For example, I'd claim that the IDF is more effective than almost every failed startup.... (You can argue that many fail for reasons outside their control, but I'll respond that such vulnerabilities are a failure.)
As a veteran I can tell you that everything you do is critiqued, and everything your boss does is critiqued, and so on.
At certain levels it's peer review, at others, hierarchtical. The whole point of it all is to increase your chances of survival.
It's a great process, and I've noticed that most military folk are great at speaking plainly and accepting critique, much more so than civilians. I beleive these processes are a huge part of the reason.
And even if there is justification for additional process, they should let the ops/dev teams come up with ideas/solutions themselves: we know our tools and teams best.
First, hating your job and not quitting for three years speaks A LOT louder than any badmouthing you can do in a 45 minute interview. You're much better off pretending you actually mostly like the place, but you're just not getting challenged like you used to do and it's time to move on.
Second, setting a positive tone is pretty important for any interaction you want to fall out in your favour. "I want this new job for this positive reason" is better than "You guys seem OK, no way you're as bad as the idiots I'm currently working for".
Someone filling a grunt position in a sweatshop mostly cares if you can show up on time - the ass-kissing in interviews is a nice perk. Someone who likes his job wants to hire someone who will like the job (and be good at it) - not someone who will just not hate it.
Technical skills can only go so far. It is rare that a person who is a technical master but doesn't appear to be able to participate in a design will succeed. Fortunately, that is easily fixed by getting out there and interviewing (with a bonus of maybe finding a job you love in the interim).
1. Get a github account, publish code, keep a social media profile etc. At the very least, this gets you interview calls.
2. People are not that creative with tech questions. Even Google (at least these days) asks you questions that come out of a textbook. So go through one, say like Skiena's Algorithm Design Manual and solve all the problems on a white board. This sucks a ton because when I sketch out code for a project, I never go do it on a whiteboard. The trick is to get to the stage where you can mentally compose the main blocks of the problem in your head and then writing down the answer on the whiteboard. This means that when you hit the whiteboard with the engineer staring at you from back, you know pretty much what way you want to go at the problem.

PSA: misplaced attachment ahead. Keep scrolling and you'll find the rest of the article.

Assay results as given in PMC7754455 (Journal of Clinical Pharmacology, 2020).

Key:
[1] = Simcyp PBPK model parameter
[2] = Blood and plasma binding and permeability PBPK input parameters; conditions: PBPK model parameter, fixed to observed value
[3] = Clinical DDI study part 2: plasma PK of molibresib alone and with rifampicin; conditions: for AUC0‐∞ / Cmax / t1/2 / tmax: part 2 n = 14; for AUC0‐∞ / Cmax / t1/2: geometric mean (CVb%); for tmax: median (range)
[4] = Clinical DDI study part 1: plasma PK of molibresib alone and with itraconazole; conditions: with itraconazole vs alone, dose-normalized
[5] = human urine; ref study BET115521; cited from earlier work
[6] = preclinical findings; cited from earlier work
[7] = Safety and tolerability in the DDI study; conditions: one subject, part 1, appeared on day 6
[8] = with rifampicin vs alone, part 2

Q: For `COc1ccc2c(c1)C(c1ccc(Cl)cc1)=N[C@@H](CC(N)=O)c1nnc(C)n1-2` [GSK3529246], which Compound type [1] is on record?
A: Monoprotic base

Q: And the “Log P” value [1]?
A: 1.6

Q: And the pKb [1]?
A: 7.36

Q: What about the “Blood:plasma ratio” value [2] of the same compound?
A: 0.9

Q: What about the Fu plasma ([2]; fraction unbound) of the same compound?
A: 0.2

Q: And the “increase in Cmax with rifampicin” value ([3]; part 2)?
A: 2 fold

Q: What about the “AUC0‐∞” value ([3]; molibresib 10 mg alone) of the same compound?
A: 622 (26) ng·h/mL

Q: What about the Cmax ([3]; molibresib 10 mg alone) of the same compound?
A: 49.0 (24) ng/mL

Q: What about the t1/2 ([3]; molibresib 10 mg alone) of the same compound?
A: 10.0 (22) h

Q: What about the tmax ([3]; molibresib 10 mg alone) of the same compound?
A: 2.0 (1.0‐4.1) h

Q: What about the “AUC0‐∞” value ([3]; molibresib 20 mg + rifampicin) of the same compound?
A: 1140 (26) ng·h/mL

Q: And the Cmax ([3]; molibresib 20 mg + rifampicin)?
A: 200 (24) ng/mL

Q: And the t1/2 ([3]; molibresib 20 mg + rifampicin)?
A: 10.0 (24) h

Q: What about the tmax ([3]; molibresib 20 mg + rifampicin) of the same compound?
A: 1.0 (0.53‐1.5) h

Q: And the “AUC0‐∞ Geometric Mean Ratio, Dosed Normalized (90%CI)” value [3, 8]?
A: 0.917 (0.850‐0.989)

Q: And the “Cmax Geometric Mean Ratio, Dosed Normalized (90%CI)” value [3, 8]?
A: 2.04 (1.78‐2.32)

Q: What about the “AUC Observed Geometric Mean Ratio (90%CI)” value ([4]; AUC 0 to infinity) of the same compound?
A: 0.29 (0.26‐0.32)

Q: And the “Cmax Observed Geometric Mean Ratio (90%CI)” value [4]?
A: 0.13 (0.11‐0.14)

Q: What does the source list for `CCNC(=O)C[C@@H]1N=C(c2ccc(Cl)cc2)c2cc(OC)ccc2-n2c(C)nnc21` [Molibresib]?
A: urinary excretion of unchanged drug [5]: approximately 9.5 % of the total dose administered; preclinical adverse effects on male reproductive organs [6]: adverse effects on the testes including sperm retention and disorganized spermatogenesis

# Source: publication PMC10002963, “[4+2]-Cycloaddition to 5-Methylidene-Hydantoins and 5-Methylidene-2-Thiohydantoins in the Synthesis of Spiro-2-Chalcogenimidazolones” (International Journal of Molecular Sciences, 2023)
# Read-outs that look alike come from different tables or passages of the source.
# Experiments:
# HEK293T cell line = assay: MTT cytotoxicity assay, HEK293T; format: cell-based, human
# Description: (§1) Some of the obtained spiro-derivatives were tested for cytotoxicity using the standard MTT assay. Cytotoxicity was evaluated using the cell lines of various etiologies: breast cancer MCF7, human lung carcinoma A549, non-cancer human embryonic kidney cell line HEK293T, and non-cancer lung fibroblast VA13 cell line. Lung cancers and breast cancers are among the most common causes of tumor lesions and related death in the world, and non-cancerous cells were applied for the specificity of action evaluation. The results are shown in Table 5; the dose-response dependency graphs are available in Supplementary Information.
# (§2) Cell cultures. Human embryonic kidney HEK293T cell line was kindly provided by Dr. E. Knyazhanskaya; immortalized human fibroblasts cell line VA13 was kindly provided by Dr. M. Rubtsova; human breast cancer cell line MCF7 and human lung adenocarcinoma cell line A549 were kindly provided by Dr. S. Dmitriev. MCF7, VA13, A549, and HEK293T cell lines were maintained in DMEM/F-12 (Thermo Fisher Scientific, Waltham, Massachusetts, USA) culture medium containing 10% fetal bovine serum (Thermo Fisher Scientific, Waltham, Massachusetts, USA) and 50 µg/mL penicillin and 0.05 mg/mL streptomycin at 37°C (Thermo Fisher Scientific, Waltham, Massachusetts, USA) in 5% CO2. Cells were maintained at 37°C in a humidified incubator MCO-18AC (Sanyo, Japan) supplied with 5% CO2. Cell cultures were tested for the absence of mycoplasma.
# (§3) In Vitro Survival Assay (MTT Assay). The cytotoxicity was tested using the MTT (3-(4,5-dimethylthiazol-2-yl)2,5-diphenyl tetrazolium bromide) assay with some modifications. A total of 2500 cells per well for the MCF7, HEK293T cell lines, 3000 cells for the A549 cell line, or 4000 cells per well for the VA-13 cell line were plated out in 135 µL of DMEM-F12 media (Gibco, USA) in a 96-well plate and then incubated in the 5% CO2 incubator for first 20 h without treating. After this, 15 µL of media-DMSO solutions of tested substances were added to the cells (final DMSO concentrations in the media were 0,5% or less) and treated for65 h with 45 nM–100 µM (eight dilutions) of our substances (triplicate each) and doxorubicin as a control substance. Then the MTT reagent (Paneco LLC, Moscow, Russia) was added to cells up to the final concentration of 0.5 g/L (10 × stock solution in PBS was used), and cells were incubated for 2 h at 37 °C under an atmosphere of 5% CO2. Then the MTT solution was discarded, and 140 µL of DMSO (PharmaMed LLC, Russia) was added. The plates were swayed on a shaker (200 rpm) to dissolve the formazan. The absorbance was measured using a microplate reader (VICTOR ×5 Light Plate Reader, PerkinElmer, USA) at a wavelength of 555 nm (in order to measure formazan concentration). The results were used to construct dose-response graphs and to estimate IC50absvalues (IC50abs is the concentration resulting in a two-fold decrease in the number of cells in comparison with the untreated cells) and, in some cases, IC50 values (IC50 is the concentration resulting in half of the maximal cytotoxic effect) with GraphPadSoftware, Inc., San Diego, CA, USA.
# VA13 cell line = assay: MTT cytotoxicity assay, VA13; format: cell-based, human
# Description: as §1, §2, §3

2.1. Statistically speaking of the countless interviews I have done, I think a large proportion of questions have been on trees, graphs and dynamic programming. I feel like this is because "some people" think that these are exotic enough that solving these problems have some correlation with smartness. Again, solve a few problems from any textbook on these or maybe go through the TopCoder tutorials on the matter and they start getting as easy as a day to day programming problem.
3. Accept the fact that people are paranoid about false positives and don't really care about false negatives. Sometimes if you have a bad day, it is not you.
4. Someone mentioned this before but interview more. Talk to people you like, you hate and people whom you have no intention of working with. This will help you get over your insecurities and make you realize that interviews are just a game: You will get more confident, and believe me, that helps. (This is just like dating, the more you do of it the more you get better ;-)
4.1 Organize your interviews so that your dream bets are towards the end of your process by which time you will have done so many problems, attended so many behavioral interviews, talked to so many people that you will be absolutely amazing!
Many people can't complete the first item, something that would take me 5-10 minutes. I feel like it's about the equivalent of fizz buzz, but scalable. It also respects their time, since I don't ask them to sacrifice a weekend day to make an app for me or similar and by the end of the interview series and a huddle, they'll have an offer or not.
2. Where did you get the idea that Google asks questions out of a text book? But yes, practicing your whiteboarding skills is a good idea. It comes in handy once you actually work as a team on designs. (I love to sit down and sketch out things for myself, but from a certain problem size on that's largely practical)
2.1 It's a basic filter (and should be part of the phone screening, before you waste a day on interview). A surprising number of people really has trouble understanding even mildly advanced data structures. If (and only if!) those matter in what your company is doing, screen for that as early as possible. Trees do the job.
4. Be careful about that. If you keep interviewing successfully and turning down offers because you like your current place, you are (at least temporarily) closing doors. So be sure to know at what conditions you'd be willing to switch, because you just might get an offer that's hard to refuse.